Having not seen 'Cidade de Deus' nor the original TV series of which
this movie is a continuation, as a stand alone I found 'Cidade dos
Homens' to be quite satisfying. It kept me hooked from start to finish.
Paula Morelli also gives great attention to detail and captures the
local life in Rio de Janeiro quite realistically. With the backdrop of
a local gang war, at the core of the film lies the friendship between
Laranjinha and Acerola. Their friendship is put to test when the
gangwar erupts and the identities of their fathers are discovered.
The cinematography is mostly done with a hand-held digital camera that gives a spacious feel while also stressing on the dense mazelike streets of the hills. The lighting stresses on the heavy heat of Rio de Janeiro. Music also works well with the story. The overall acting is very good with young actor Douglas Silva topping the cast.
'Cidade De Deus' has heart and the strength lies in the storytelling. The portrayal of corruption and poverty in Brasil is effectively portrayed. It shows how people are surviving everyday and how even the smallest 'mistake' can risk losing their lives.
It's the Dead End Hill slums in Rio de Janeiro. Best friends Acerola
and Laranjinha are turning 18 growing up without fathers. Orphan
Acerola helps Laranjinha discover his father in prison who is on the
verge of being paroled. Acerola's wife leaves him with his son Clayton.
Then babysitter Cris leaves and he is angry to do the work of a mother.
Meanwhile the gangs are ramping up the conflicts and betrayal as the
hills descend into all out war.
I don't see the characters that compelling. None of them intrigue me. I don't really care about them. This is often compared to "City of God" due to some of the same actors. While it takes place in the same slums, the tension feels manufactured. It's got more action but it doesn't have the same grittiness. Something seems to be sanitized or beautified. It's great to return to these places but it's not quite the same.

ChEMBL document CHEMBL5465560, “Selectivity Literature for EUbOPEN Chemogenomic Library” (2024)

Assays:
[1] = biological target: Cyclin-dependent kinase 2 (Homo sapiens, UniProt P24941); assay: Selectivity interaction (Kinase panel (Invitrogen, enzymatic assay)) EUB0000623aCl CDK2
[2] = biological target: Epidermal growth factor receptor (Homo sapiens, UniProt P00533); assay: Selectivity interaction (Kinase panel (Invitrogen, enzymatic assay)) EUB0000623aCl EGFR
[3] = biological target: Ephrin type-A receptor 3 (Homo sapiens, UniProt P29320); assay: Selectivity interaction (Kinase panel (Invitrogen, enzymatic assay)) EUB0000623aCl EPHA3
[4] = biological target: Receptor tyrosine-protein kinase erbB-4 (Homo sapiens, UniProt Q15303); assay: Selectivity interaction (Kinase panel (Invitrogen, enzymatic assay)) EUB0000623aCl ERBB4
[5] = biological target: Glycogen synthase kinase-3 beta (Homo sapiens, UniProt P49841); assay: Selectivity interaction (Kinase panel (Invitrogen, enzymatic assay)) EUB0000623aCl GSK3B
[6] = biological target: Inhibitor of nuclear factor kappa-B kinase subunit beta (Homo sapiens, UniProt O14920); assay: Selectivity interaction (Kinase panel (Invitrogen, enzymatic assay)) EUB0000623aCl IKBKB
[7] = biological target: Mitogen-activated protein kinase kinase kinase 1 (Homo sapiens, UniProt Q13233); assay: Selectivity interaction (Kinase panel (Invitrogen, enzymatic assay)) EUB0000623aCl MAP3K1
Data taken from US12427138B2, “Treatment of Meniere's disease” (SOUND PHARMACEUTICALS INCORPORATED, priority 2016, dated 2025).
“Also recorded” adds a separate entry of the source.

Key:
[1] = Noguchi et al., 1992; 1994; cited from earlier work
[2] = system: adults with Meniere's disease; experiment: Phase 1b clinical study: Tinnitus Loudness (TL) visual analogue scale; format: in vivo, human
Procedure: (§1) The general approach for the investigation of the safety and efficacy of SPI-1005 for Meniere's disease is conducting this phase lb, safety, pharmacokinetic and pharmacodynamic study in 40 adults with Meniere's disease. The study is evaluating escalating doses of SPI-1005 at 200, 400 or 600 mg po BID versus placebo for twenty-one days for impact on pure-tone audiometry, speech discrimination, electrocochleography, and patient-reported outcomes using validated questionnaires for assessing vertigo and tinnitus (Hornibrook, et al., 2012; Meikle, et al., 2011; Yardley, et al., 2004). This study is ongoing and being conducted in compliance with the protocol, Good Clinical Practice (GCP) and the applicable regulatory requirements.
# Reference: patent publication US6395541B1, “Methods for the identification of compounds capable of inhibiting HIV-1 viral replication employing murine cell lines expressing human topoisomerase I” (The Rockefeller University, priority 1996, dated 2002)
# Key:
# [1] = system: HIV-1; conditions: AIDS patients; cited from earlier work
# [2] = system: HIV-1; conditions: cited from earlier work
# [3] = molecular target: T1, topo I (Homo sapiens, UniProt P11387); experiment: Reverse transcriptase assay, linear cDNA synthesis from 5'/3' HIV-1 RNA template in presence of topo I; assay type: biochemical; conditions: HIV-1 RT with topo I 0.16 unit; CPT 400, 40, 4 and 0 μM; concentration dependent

At times this movie is very powerful and really makes the reality of
Brazil's slums come alive. The characters struggle with broken families
and shattered dreams, and join gangs because there are few other
realistic options. Even though the film is fictional, it is sad to see
because there is truth behind it.
At other times the movie feels very ham-handed, as the characters deal with themes that have been in many movies before. Fathers who come back, sons who push against them. Most of the characters are not well-defined and lack depth and motivation.
I would recommend the movie, but it is not as good as some other Brazilian films about life in the favelas, namely City of God.
*** This review may contain spoilers ***
While the world is aware of City Of God, it's TV spin off finale on the big screen is less wordily, and as our characters are defined by the favelas and roles found there, their plot is caged in by the need for a TV summary. That being laid out does not take away from the bold finale, its' bing filmed in Rocina, the beautiful dichotomy of Rio's favelas atop the glorious beaches with the Dois Irmaos creating an intoxicating view which can never be lived up to into reality. Our actors do their best, but our king of the hill and his number two split over nothing and yet everyone knows a war is on? How is this possible? How are we viewers to then move forward with lost and found fathers who also have a life altering history? Ech characters story viewed separately makes for good TV episodes, but sewn together on the big screen is hard to digest. Loved the use of older footage where most movies create something that we have to try hard top believe, here, an inherited audience was held at bay by the handcuffs of aggressive plot lines. Thank god I'm still passionate enough about Brasil to look past this to enjoy a picturesque favela gangster movie with lesser expectations than those hooked on the show.
I remember when I first saw this movie in 2008, I walked into it
heavily comparing it with "City of God" and expecting to see the same
fast-pace storytelling, same witty dialogue and same amount of violence
C.O.G. had. About 30 minutes into this movie I started to realize that
this movie was a completely different animal, although with many of the
same actors and same director serving as one of the executive
producers. Needless to say, I walked out of this movie heavily